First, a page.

two ponds with connecting stream, bluebird house, hummingbird feeder, tube feeder, lots of shelter and other food sources
All Droll Yankees Hummingbird feeders come with a free port brush for cleaning and the perfect nectar recipe engraved right on the feeder.
Make a bird haven in your own backyard with this diverse feeding station! Offer peanuts, suet and seed in one pole system. Stations eliminate competition for feeding space. All birds, big and small, will flock to this feast!
Prepare for the easiest feeder cleaning routine ever! Thanks to their super simple design, the Ring Pull Feeders will have you back up and feeding in no time after cleaning.
Assemble the pieces as they are listed below to create the ideal multi-level squirrel proof, weather protected platform bird feeding haven for ground dwellers! Trays and cover are sturdy UV stabilized polycarbonate and proudly made in the U.S.A.
Want to plan your submissions for each week? Here's a peak at the categories for this season.
We want to see your bird-friendly yards and feeders! What makes a yard bird-friendly? Visit YardMap to find out.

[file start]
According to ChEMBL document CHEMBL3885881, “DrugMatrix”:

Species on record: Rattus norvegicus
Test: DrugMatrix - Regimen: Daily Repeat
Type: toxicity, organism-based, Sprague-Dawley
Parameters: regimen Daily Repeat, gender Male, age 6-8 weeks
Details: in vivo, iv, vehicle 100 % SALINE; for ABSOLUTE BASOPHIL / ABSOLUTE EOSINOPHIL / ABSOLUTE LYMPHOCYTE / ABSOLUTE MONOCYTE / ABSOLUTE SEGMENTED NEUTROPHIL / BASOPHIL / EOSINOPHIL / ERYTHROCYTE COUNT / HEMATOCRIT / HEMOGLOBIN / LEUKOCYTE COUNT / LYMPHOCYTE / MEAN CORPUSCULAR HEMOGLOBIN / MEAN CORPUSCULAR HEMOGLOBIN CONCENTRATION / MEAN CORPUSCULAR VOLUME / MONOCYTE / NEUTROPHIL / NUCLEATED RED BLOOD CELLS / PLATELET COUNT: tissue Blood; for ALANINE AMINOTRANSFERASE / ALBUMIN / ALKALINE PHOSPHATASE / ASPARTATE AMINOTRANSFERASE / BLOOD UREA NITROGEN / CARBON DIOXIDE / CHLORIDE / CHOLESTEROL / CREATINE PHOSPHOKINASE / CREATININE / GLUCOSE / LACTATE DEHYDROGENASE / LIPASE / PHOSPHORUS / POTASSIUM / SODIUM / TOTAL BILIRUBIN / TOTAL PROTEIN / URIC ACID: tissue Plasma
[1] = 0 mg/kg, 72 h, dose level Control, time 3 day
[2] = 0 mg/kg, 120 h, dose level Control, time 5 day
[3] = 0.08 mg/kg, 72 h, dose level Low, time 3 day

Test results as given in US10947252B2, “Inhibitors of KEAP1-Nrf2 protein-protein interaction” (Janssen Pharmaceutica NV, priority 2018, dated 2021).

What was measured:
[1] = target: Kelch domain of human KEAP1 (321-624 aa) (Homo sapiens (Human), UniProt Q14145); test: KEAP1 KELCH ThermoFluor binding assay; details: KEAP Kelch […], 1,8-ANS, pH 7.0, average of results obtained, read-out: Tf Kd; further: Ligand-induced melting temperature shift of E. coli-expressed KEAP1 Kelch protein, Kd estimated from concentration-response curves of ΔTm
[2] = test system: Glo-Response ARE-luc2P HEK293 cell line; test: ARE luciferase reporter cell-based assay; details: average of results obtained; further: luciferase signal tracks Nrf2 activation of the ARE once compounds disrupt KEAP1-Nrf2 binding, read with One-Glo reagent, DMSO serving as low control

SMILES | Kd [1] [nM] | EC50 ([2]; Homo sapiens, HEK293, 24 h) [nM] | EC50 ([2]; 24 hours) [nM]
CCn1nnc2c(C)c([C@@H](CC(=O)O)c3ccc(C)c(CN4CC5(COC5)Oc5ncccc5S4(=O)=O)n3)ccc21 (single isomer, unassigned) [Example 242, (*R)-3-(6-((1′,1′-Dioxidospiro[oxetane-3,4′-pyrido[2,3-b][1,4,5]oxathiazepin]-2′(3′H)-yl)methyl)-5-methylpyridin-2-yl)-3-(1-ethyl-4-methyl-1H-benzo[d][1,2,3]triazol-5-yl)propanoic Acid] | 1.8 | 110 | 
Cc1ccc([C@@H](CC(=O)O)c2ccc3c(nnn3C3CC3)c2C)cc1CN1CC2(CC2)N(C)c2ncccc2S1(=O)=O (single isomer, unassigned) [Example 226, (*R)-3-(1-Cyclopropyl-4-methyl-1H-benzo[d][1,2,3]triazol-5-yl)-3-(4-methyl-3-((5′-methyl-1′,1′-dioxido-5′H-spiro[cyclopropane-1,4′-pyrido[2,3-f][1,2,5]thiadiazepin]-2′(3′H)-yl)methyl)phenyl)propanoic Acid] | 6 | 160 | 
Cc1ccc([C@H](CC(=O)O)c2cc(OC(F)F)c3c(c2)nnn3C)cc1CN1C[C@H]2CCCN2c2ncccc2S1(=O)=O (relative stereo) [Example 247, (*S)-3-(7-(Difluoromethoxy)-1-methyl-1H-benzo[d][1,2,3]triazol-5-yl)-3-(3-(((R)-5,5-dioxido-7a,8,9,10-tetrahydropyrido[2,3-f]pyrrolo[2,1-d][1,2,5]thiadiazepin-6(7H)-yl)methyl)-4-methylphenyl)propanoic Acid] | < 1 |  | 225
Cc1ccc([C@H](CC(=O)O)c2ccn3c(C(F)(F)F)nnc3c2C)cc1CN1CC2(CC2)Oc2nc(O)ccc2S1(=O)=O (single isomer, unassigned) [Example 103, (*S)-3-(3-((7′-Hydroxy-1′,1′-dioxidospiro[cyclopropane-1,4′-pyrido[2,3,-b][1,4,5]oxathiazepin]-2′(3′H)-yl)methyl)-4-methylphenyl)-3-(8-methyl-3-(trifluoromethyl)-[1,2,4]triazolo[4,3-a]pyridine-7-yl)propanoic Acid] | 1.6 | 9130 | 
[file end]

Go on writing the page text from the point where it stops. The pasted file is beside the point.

This week: hummingbird photos only!
Show us your hungry birds!
The Cardinalidae family includes cardinals, grosbeaks, tanagers, Dickcissels, and buntings.
Birds that you might consider “boring” are the heart of our dataset! Show us your common, “boring” birds!
This taxonomic group includes sparrows, juncos, and towhees, but not House Sparrows.
This week: chickadee and titmice photos only!
Let’s take off — show us some flying birds!
Grouse, quails, partridges, and turkeys are all ground dwellers.
Bathing, swimming, drinking, or rain – as long as there’s water!
The taxonomic family Turdidae includes thrushes, bluebirds, American Robins, Veerys, and the Townsend’s Solitaire.
The taxonomic family Fringillidae includes finches, siskins, crossbills, and Pine and Evening Grosbeaks.
If the bird hunts, or scavenges for food, we want to see it!